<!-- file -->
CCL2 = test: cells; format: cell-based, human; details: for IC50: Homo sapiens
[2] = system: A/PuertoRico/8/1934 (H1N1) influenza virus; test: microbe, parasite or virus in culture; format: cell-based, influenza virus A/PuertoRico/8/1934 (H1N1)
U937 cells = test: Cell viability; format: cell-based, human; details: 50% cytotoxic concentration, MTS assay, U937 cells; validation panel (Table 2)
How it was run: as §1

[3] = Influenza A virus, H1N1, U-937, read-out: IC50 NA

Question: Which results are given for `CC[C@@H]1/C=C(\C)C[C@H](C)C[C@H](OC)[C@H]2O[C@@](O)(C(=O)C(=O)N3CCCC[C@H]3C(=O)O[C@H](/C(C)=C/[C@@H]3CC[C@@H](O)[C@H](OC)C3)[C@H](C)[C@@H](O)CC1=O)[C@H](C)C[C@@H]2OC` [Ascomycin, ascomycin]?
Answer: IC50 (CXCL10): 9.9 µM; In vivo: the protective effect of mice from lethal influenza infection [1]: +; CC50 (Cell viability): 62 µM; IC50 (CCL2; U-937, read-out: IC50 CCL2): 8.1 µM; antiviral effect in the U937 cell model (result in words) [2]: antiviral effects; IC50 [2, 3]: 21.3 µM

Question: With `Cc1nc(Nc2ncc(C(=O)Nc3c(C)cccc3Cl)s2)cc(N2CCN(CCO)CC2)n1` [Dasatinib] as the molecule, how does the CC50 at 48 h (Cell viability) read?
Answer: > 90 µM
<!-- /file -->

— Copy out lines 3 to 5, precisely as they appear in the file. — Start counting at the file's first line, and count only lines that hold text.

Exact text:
U937 cells = test: Cell viability; format: cell-based, human; details: 50% cytotoxic concentration, MTS assay, U937 cells; validation panel (Table 2)
How it was run: as §1

[3] = Influenza A virus, H1N1, U-937, read-out: IC50 NA